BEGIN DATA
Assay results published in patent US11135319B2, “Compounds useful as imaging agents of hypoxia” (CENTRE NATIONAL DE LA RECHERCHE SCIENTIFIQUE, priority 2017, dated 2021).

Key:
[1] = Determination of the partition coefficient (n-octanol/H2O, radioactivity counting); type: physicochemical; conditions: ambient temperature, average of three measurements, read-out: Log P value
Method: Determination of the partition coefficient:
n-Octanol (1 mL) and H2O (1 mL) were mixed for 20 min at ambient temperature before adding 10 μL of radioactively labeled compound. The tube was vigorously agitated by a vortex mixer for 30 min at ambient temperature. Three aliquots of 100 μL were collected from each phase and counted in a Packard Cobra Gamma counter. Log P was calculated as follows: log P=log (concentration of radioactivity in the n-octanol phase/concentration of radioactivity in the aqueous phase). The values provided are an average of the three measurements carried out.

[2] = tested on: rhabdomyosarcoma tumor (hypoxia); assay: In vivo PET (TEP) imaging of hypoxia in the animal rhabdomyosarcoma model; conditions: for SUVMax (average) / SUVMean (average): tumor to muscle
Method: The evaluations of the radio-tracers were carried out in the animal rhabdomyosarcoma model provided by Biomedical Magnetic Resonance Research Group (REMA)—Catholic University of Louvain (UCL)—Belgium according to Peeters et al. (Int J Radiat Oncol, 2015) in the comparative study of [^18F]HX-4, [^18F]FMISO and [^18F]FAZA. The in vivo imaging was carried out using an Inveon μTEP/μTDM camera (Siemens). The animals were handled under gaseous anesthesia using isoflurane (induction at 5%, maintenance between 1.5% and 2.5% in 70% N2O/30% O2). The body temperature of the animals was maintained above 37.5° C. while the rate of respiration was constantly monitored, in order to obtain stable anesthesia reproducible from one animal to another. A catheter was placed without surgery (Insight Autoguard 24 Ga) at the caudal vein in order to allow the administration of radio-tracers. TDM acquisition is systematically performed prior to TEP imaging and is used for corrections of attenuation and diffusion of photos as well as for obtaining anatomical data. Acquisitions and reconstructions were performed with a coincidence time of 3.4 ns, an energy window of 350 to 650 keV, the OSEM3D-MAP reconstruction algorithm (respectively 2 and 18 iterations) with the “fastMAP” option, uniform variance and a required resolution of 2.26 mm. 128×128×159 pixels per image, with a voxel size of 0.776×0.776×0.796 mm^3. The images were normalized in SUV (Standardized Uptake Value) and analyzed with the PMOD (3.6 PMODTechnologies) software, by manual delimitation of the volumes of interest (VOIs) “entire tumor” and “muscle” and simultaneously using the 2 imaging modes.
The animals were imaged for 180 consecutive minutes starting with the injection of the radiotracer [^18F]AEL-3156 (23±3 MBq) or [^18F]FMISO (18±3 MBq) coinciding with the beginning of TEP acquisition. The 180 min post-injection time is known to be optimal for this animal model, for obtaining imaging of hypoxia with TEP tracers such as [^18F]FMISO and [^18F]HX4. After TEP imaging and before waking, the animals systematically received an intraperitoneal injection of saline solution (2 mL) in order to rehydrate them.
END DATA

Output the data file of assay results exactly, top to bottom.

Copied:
Assay results published in patent US11135319B2, “Compounds useful as imaging agents of hypoxia” (CENTRE NATIONAL DE LA RECHERCHE SCIENTIFIQUE, priority 2017, dated 2021).

Key:
[1] = Determination of the partition coefficient (n-octanol/H2O, radioactivity counting); type: physicochemical; conditions: ambient temperature, average of three measurements, read-out: Log P value
Method: Determination of the partition coefficient:
n-Octanol (1 mL) and H2O (1 mL) were mixed for 20 min at ambient temperature before adding 10 μL of radioactively labeled compound. The tube was vigorously agitated by a vortex mixer for 30 min at ambient temperature. Three aliquots of 100 μL were collected from each phase and counted in a Packard Cobra Gamma counter. Log P was calculated as follows: log P=log (concentration of radioactivity in the n-octanol phase/concentration of radioactivity in the aqueous phase). The values provided are an average of the three measurements carried out.

[2] = tested on: rhabdomyosarcoma tumor (hypoxia); assay: In vivo PET (TEP) imaging of hypoxia in the animal rhabdomyosarcoma model; conditions: for SUVMax (average) / SUVMean (average): tumor to muscle
Method: The evaluations of the radio-tracers were carried out in the animal rhabdomyosarcoma model provided by Biomedical Magnetic Resonance Research Group (REMA)—Catholic University of Louvain (UCL)—Belgium according to Peeters et al. (Int J Radiat Oncol, 2015) in the comparative study of [^18F]HX-4, [^18F]FMISO and [^18F]FAZA. The in vivo imaging was carried out using an Inveon μTEP/μTDM camera (Siemens). The animals were handled under gaseous anesthesia using isoflurane (induction at 5%, maintenance between 1.5% and 2.5% in 70% N2O/30% O2). The body temperature of the animals was maintained above 37.5° C. while the rate of respiration was constantly monitored, in order to obtain stable anesthesia reproducible from one animal to another. A catheter was placed without surgery (Insight Autoguard 24 Ga) at the caudal vein in order to allow the administration of radio-tracers. TDM acquisition is systematically performed prior to TEP imaging and is used for corrections of attenuation and diffusion of photos as well as for obtaining anatomical data. Acquisitions and reconstructions were performed with a coincidence time of 3.4 ns, an energy window of 350 to 650 keV, the OSEM3D-MAP reconstruction algorithm (respectively 2 and 18 iterations) with the “fastMAP” option, uniform variance and a required resolution of 2.26 mm. 128×128×159 pixels per image, with a voxel size of 0.776×0.776×0.796 mm^3. The images were normalized in SUV (Standardized Uptake Value) and analyzed with the PMOD (3.6 PMODTechnologies) software, by manual delimitation of the volumes of interest (VOIs) “entire tumor” and “muscle” and simultaneously using the 2 imaging modes.
The animals were imaged for 180 consecutive minutes starting with the injection of the radiotracer [^18F]AEL-3156 (23±3 MBq) or [^18F]FMISO (18±3 MBq) coinciding with the beginning of TEP acquisition. The 180 min post-injection time is known to be optimal for this animal model, for obtaining imaging of hypoxia with TEP tracers such as [^18F]FMISO and [^18F]HX4. After TEP imaging and before waking, the animals systematically received an intraperitoneal injection of saline solution (2 mL) in order to rehydrate them.